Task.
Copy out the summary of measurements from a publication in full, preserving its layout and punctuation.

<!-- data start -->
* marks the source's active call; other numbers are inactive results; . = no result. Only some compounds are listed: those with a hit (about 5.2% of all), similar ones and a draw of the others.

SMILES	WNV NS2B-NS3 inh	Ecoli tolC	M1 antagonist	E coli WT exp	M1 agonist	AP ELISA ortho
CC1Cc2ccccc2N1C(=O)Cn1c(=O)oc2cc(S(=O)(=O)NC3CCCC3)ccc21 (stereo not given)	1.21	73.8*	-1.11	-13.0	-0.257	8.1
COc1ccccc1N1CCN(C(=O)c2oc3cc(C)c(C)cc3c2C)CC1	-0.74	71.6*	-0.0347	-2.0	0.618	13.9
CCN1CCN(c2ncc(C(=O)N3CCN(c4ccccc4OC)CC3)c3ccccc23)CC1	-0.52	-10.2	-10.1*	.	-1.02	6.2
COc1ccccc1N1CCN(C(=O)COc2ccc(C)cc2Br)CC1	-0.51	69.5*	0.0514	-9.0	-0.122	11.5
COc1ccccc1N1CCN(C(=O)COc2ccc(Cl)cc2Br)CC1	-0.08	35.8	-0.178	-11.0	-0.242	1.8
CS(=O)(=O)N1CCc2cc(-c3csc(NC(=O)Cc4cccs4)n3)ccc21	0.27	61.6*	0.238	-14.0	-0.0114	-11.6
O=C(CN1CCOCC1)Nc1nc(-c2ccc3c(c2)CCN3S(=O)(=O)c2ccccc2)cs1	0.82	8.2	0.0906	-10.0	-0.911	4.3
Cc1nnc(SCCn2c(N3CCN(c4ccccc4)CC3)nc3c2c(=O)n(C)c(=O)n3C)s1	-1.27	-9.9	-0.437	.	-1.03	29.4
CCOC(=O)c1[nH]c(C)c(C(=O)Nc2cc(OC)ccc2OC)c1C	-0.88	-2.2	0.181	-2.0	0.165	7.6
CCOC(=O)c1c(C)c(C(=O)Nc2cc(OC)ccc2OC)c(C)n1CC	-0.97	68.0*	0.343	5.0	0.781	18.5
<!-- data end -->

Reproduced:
* marks the source's active call; other numbers are inactive results; . = no result. Only some compounds are listed: those with a hit (about 5.2% of all), similar ones and a draw of the others.

SMILES	WNV NS2B-NS3 inh	Ecoli tolC	M1 antagonist	E coli WT exp	M1 agonist	AP ELISA ortho
CC1Cc2ccccc2N1C(=O)Cn1c(=O)oc2cc(S(=O)(=O)NC3CCCC3)ccc21 (stereo not given)	1.21	73.8*	-1.11	-13.0	-0.257	8.1
COc1ccccc1N1CCN(C(=O)c2oc3cc(C)c(C)cc3c2C)CC1	-0.74	71.6*	-0.0347	-2.0	0.618	13.9
CCN1CCN(c2ncc(C(=O)N3CCN(c4ccccc4OC)CC3)c3ccccc23)CC1	-0.52	-10.2	-10.1*	.	-1.02	6.2
COc1ccccc1N1CCN(C(=O)COc2ccc(C)cc2Br)CC1	-0.51	69.5*	0.0514	-9.0	-0.122	11.5
COc1ccccc1N1CCN(C(=O)COc2ccc(Cl)cc2Br)CC1	-0.08	35.8	-0.178	-11.0	-0.242	1.8
CS(=O)(=O)N1CCc2cc(-c3csc(NC(=O)Cc4cccs4)n3)ccc21	0.27	61.6*	0.238	-14.0	-0.0114	-11.6
O=C(CN1CCOCC1)Nc1nc(-c2ccc3c(c2)CCN3S(=O)(=O)c2ccccc2)cs1	0.82	8.2	0.0906	-10.0	-0.911	4.3
Cc1nnc(SCCn2c(N3CCN(c4ccccc4)CC3)nc3c2c(=O)n(C)c(=O)n3C)s1	-1.27	-9.9	-0.437	.	-1.03	29.4
CCOC(=O)c1[nH]c(C)c(C(=O)Nc2cc(OC)ccc2OC)c1C	-0.88	-2.2	0.181	-2.0	0.165	7.6
CCOC(=O)c1c(C)c(C(=O)Nc2cc(OC)ccc2OC)c(C)n1CC	-0.97	68.0*	0.343	5.0	0.781	18.5